The Simplest Abstractions

The most common programming abstractions involve associating names with data as a convenient and efficient means of using those data in repeated operations. For instance, consider the following function, which user the sum of its two arguments in several operations.

(defun example (x y)
  (* (+ 13 (+ x y)) (- 7 (+ x y)) (+ x y)))

The variable x and y are added together every time their sum is needed as an operand. The following example binds a temporary variable to the sum of the two arguments; the sum is only computed once. Thereafter, the variable sum serves as the operand in the appropiate places:

(defun example (x y)
  (let ((sum (+ x y)))
    (* (+ 13 sum) (- 7 sum) sum)))

Repetitive code of any form is generally a good candidate for an abstraction.

Understanding a Programming Problem

The best first step in solving a programming problem is to discribe the problem to yourself. You cannot expect an adequate solucion unless you understand the problem in your own terms. Ask yourself some basic questions:

- What needs to be done? Describe the general goals that the program must achieve.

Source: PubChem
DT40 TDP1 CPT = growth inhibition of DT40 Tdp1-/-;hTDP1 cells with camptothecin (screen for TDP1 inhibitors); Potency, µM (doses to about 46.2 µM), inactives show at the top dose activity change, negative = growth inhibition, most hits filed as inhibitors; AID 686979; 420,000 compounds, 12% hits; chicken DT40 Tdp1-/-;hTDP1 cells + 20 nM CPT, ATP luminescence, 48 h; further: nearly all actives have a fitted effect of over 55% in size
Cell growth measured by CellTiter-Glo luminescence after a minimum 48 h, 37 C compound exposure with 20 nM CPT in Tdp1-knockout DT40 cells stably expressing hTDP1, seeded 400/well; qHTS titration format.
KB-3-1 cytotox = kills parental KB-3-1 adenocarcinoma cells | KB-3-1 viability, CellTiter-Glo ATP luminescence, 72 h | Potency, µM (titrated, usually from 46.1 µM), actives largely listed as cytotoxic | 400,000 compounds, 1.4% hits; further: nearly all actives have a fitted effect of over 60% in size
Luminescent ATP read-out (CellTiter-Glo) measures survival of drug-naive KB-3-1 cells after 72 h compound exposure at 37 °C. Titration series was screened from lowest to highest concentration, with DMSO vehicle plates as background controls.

- What are the big pieces of the problem? Consider the steps required to reach the overall solution of the task. How do the pieces fit together?.

- What is the scope of the problem? Try to identify issues that concern you as well as those you can ignore.

- What resources are available to you as the programmer? Common operations are often captured in library routines. Often you can find examples of programs that perform similar tasks or that provide a certain part of you solution. In many cases, you can discuss the reasoning behind the example code with the programmer who wrote it. Avoid doing  work that already been done. However, you must be aware that someone else's model for a solution may not be compatible with yours.

- What kind of inputs is supplied and who supplies it? Certain programs require user interaction, while others receive input from other programs.

- How does the program demostrate that the desired task is complete? The program might succeed quietly by calling other programs or by properly initializing a device. It could also return formatted results, including sophisticated charts and tables.

- Who will use the program? A novice user might require a simple and friendly interface, while a sophisticated user might expect more features and some access to program itself.

- What constraints limit the approach to the problem? Often the programming projects must conform to strict deadlines, or the resulting application must be compatible with the existing programs or must run within a limited amount of physical memory. The environment of the target system might also lack certain resources.

Conceptualizing the problem might give you some ideas about its solution and how that solution might best be expressed.